With the upcoming birth of my son at any moment, plus several looming and synchronised deadlines, birding has not really been a priority. But I did hear a few good birds, and I even managed to steal a few glimpses out of the bathroom window while I was peeing. What birds would you classify as winter immigrants to your neck of the woods? Here in Pretoria, the quintessential winter immigrant is the tiny Fairy Flycatcher Stenostira scita – a hyperactive blur of grey, black and white in the thorny canopy, this taxonomically engimatic endemic is South Africa’s lightest bird. Having had the pleasure of handling some of these chaps, I can promise you they weigh absolutely nothing! Well, about 6 grams to be fair. Where do our Fairies come from? That is still unclear…some have suggested that they may hail from as far as the Tanqua Karoo region of the Western Cape, while others think they might have fled the winter snows of the Lesotho highlands. Ironically, this is the one winter immigrant that has (so far) been absent from my garden this year.
Another occasional visitor to Pretoria’s gardens, especially but not exclusively in winter, is the African Grey Hornbill Tockus nasutus, whose cheerful whistled calls brighten even the coldest winter day. What else? During the last few weeks I’ve been hearing the blood-curdling screech of a Grey-headed Bush-Shrike Malaconotus blanchoti, from the same tree at the same time each morning. I have not heard the normal ‘ghost’ call of this species, so I suspect that my bird is a female. As you may have guessed from the image above, a family of Arrow-marked Babblers Turdoides jardineii have also appeared recently, alongside a party of sound-alike but non-related Green Wood-hoopoes Phoeniculus purpureus. The former used to be a relatively common garden bird, but their numbers have dwindled greatly in the last two decades. That reminds me – I must do a post about Yellow-billed Kites at some stage.
ABOVE: African Grey Hornbills Tockus nasutus are increasingly regular visitors to Gauteng’s suburbs, especially in winter. The pale casque and reddish bill tip of this bird identifies it as a female. Photo by Clive Kaplan (www.birdpics.co.za).
One of the most numerous winter immigrants to Pretoria’s suburban gardens is the Amethyst Sunbird Chalcomitra amethystina, which then competes with the much smaller resident White-bellied Sunbirds Cinnyris talatala. Black-backed Puffbacks Dryoscopus cubla are around in the garden throughout the year, but I suspect that their numbers increase in winter. Chinspot Batises Batis molitor are usually around in small numbers in winter, but are very easily overlooked as they give only short, clipped contact notes, and not their usual three-blind-mice songs. Another surprisingly inconspicuous winter visitor is the Black-headed Oriole Oriolus larvatus. Ditto for Brown-hooded Kingfisher Halcyon albiventris. Yesterday I also heard an African Green Pigeon Treron calvus calling in the big tree by my office – whether it is a winter visitor, or just a seasonal visitor in search of fruiting trees is unclear though.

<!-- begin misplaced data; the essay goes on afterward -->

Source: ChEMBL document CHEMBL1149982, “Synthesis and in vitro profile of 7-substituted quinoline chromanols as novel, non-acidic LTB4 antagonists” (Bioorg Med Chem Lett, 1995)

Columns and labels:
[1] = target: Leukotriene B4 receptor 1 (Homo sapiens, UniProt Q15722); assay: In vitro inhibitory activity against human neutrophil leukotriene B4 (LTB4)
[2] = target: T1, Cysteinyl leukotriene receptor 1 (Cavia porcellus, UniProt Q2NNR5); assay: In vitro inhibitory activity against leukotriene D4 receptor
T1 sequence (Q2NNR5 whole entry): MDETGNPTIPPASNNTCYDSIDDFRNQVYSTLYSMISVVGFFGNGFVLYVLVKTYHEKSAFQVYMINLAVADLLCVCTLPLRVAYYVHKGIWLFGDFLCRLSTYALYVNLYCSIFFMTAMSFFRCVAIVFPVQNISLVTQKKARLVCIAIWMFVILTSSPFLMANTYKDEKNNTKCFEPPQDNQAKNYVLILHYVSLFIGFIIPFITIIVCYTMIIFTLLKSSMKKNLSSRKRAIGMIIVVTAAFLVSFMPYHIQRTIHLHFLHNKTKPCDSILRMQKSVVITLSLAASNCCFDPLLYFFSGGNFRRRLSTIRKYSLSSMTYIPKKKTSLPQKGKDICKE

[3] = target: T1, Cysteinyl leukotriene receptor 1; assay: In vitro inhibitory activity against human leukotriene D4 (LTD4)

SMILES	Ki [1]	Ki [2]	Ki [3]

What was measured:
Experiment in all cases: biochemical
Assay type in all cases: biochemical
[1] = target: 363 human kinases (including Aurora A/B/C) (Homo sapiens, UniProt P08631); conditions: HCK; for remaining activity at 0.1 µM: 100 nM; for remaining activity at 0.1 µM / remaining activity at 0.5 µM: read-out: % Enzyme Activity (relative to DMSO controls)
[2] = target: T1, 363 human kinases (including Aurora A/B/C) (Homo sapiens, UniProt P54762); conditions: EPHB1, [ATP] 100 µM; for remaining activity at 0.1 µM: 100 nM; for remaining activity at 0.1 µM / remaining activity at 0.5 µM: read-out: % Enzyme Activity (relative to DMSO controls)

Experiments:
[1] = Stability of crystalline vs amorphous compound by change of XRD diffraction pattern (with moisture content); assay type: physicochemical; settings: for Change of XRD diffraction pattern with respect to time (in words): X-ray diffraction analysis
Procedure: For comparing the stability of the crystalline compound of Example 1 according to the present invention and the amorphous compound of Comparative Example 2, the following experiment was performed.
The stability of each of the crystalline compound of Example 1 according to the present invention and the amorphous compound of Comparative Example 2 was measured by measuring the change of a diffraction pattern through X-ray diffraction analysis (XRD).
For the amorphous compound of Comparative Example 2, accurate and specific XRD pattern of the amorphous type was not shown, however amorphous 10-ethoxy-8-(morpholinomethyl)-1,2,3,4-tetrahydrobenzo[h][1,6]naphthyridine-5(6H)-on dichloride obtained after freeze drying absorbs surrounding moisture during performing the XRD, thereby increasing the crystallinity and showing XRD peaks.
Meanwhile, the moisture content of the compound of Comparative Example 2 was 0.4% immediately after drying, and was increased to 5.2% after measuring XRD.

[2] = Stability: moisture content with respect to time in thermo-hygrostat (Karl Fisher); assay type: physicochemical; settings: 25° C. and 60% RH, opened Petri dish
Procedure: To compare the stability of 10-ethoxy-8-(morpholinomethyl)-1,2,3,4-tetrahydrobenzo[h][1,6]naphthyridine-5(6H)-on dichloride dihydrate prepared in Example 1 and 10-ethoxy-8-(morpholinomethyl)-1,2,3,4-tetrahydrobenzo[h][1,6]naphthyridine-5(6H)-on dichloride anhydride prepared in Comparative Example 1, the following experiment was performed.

Another cool thing to watch for in winter, is that the pairs of Cape White-eyes Zosterops capensis (or Green White-eyes Z. virens if you prefer) coalesce into huge roving flocks, that can number more than 100 birds. Two other winter species that are definitely worth of a mention are Fiscal Flycatcher Sigelus silens, and Pearl-breasted Swallow Hirundo dimidiata. While I don’t get these in my garden as such, both are common in Rietvlei Dam Nature Reserve in winter, only about 5 minutes down the road from me.
An encounter with a party of exquisite Swallow-tailed Bee-eaters Merops hirundineus is a special winter treat. While these small, agile insectivores have a huge African range, they are scarce, predominately winter visitors to the Pretoria region. I found a small group of about 7 birds roosting in the tall bluegum trees below the restaurant in Moreleta Kloof Nature Reserve, where we often go for afternoon walks. Since I reported these birds on 25 May they have apparently been quite cooperative, and a number of local twitchers have connected with them. While I occasionally bump into Swallowtails, a wholly unexpected winter surprise this year was a Lizard Buzzard Kaupifalco monogrammicus, sitting on a street lamp in the suburb of Elardus Park, Pretoria – to be precise, on the corner of Boeing and Boston streets. This bird was remarkably unperturbed by the pedestrians, cyclists and car passing right below it, and seemed completely focused on hunting the few Montane Speckled Skinks braving the winter chill in search of some sun. I saw the Lizard Buzzard a few times in the same vicinity on subsequent days. Another very unexpected, but welcome, visitor that we had in the garden last year was a transient Pearl-spotted Owlet Glaucidium perlatum.